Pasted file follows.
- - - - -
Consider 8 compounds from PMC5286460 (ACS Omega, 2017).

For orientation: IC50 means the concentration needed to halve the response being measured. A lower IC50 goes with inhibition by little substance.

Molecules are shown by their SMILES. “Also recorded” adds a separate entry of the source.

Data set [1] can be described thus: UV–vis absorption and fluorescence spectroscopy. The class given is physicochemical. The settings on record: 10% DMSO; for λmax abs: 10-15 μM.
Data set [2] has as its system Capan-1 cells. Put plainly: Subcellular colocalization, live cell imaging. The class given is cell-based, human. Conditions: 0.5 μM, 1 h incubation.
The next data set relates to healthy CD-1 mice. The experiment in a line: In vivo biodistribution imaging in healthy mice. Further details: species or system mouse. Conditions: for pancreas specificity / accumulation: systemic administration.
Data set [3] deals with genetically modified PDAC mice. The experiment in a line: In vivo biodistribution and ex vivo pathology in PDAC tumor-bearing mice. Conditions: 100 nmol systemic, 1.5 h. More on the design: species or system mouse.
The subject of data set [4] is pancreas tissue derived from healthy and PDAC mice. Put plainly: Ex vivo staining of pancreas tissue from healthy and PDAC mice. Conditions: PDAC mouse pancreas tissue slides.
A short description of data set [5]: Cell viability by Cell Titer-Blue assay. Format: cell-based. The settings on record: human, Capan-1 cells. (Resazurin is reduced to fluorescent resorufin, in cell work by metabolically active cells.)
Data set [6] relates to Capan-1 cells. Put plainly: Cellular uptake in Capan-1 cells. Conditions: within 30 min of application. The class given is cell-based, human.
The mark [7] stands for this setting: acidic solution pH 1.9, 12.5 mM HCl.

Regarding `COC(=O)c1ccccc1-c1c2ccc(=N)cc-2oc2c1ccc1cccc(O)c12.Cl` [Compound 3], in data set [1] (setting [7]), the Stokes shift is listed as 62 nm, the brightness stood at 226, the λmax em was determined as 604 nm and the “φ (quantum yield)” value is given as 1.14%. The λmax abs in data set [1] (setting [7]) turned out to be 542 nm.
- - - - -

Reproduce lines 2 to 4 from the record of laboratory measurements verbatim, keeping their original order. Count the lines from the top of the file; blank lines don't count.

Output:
For orientation: IC50 means the concentration needed to halve the response being measured. A lower IC50 goes with inhibition by little substance.

Molecules are shown by their SMILES. “Also recorded” adds a separate entry of the source.

Data set [1] can be described thus: UV–vis absorption and fluorescence spectroscopy. The class given is physicochemical. The settings on record: 10% DMSO; for λmax abs: 10-15 μM.